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Spherically symmetric metric form

  1. Aug 22, 2010 #1
    spherically symmetric metric used to write in he following form:

    ds^2 = -h(r,t}^2 * dt^2 + f(r,t)^2 * dr^2 + r^2 * d_omega^2

    But what about the form

    ds^2 = -f(r,t}^2 * dt^2 + f(r,t)^(-1) * dr^2 + r^2 * d_omega^2

    and

    ds^2 = -f(r}^2 * dt^2 + f(r)^(-1) * dr^2 + r^2 * d_omega^2

    how can we interpret these forms?

    This is the general spherically symmetric vacuum solution, or what?
     
  2. jcsd
  3. Aug 22, 2010 #2
    Since in your first equation f and h can be whatever functions you like (yes, in this way you get the most general spherically symmetric metric) the last two equations are just special cases of the first one (i.e. with particular choices of f and h).
     
  4. Aug 22, 2010 #3

    bcrowell

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    For any spherically symmetric spactime, even one that is not a vacuum solution, coordinates exist such that its metric can be expressed in your h(r,t), f(r,t) form.

    In the case of a vacuum solution, Birkhoff's theorem says that the unique solution (up to a choice of coordinates) is the Schwarzschild spacetime. For the Schwarzschild spacetime, it's possible to choose coordinates such that you get the f(r), 1/f(r) form. See http://www.lightandmatter.com/html_books/genrel/ch07/ch07.html#Section7.3 [Broken] , subsection 7.3.7. If f(r) is chosen arbitrarily, then your f(r), 1/f(r) form will not in general be a vacuum solution; only if f(r) is chosen to be of the Schwarzschild form 1-2m/r is it a vacuum solution.
     
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  5. Aug 23, 2010 #4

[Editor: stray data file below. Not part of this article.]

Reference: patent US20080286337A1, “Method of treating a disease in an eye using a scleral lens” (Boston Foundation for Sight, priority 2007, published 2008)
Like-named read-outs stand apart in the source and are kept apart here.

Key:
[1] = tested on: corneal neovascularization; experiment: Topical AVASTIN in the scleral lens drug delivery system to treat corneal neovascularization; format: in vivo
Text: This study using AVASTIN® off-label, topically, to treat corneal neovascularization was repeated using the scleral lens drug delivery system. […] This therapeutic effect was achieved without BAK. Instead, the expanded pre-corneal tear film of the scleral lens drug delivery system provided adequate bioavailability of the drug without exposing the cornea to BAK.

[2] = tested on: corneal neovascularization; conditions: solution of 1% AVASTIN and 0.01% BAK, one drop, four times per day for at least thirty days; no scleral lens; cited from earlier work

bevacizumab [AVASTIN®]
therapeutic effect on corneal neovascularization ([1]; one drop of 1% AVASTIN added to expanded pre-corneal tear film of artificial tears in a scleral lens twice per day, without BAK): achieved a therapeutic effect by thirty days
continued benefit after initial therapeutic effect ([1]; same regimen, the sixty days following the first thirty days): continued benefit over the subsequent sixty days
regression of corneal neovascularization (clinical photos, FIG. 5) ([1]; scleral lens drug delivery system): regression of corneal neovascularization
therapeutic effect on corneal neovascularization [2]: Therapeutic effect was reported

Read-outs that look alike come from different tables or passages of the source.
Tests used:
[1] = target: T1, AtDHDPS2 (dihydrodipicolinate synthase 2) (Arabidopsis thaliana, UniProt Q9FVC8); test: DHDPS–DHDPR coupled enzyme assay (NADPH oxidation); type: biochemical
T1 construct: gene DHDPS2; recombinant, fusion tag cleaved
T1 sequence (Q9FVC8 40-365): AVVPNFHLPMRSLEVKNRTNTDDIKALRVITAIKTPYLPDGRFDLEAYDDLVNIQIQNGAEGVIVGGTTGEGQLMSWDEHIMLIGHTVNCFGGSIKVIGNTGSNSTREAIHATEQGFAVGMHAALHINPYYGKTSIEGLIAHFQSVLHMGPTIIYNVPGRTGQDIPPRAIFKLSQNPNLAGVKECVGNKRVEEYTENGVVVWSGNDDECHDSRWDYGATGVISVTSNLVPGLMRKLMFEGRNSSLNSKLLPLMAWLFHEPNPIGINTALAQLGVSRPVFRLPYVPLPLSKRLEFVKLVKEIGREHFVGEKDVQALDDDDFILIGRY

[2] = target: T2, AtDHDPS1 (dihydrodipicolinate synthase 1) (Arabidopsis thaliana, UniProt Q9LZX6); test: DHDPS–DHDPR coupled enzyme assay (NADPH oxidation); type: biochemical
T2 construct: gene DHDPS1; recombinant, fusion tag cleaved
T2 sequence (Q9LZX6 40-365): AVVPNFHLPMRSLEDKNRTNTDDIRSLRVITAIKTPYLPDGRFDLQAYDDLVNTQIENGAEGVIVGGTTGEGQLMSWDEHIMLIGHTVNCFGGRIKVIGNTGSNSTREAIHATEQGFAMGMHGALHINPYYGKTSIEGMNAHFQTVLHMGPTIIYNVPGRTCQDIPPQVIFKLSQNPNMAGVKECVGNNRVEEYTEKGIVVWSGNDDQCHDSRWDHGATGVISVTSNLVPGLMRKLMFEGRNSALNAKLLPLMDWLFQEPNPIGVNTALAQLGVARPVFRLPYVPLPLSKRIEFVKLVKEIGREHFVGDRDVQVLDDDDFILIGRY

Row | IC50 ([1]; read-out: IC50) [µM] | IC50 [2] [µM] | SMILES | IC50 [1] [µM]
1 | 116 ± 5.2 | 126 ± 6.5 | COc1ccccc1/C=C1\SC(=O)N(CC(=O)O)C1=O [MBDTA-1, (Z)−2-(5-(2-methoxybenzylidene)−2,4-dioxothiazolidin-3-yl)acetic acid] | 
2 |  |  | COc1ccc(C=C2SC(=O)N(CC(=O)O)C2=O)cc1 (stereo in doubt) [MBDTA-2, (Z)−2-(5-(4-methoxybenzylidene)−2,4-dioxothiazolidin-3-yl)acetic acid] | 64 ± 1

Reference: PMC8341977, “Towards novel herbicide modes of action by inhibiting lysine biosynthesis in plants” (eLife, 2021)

Yes I know that spherically symmetric metric has the first form in general,
    however the precise statement is "spherically symmetric and STATIC" as I know!

    But my question is:
    Can we say something similar about the second and third one in general?
    I mean: All "..." spacetimes has the form...
    and the form... always describes "..."

    Not only the Schwartzschild but de Sitter or charged BH has the same form with f(r).

    And I have another question:
    most textbooks said that spherically symmetric and STATIC spacetimes
    can be described with a metric in the first form.
    However this is not true because the Schwarzschild metric has a singularirty at the event horizon! What is the precise statement?
     
  6. Aug 23, 2010 #5
    I've read what you have linked,
    but at section: 7.3.6 Birkhoff's theorem
    the author(s) write "time" when t is used,
    however t is not time in general,
    because t is not time-like coordinate below the horizon!
    So I think this is not a precise textbook.
     
  7. Aug 23, 2010 #6

    George Jones

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    At and below the event horizon, Schwarzschild spacetime is not static.
     
  8. Aug 23, 2010 #7
    A spacetime is static or not static isn't it?
    How can define "static" locally?

    So what is the precise statement for the first metric form?
    general spherically symmetric metric
    or
    general spherically symmetric and static metric?
     
  9. Aug 23, 2010 #8

    George Jones

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    No.
    If U is a connected open subset of a spacetime M, then U is itself a spacetime. U could be static, while M\U is not.
     
  10. Aug 23, 2010 #9

    bcrowell

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    I'm pretty sure you're incorrect about this. First, there are definitely non-static spacetimes, such as FRW cosmological solutions, that can be put in the first form. Also, I believe it is true that all spherically symmetric spacetimes can be put in this form. If you have a copy of Hawking and Ellis, take a look at their proof of Birkhoff's theorem. They pretty clearly state that the metric can be put in this form in general, and then they write down the non-vacuum field equations, including source terms. Only later do they specialize to the case of a vacuum solution, and then the final result of the proof is that the spacetime is of the Schwarzschild form, which is static outside the horizon. If they had to assume staticity in order to write down the metric in that original form, then their proof would be logically erroneous, because they'd be assuming what is essentially the main result of the proof: staticity.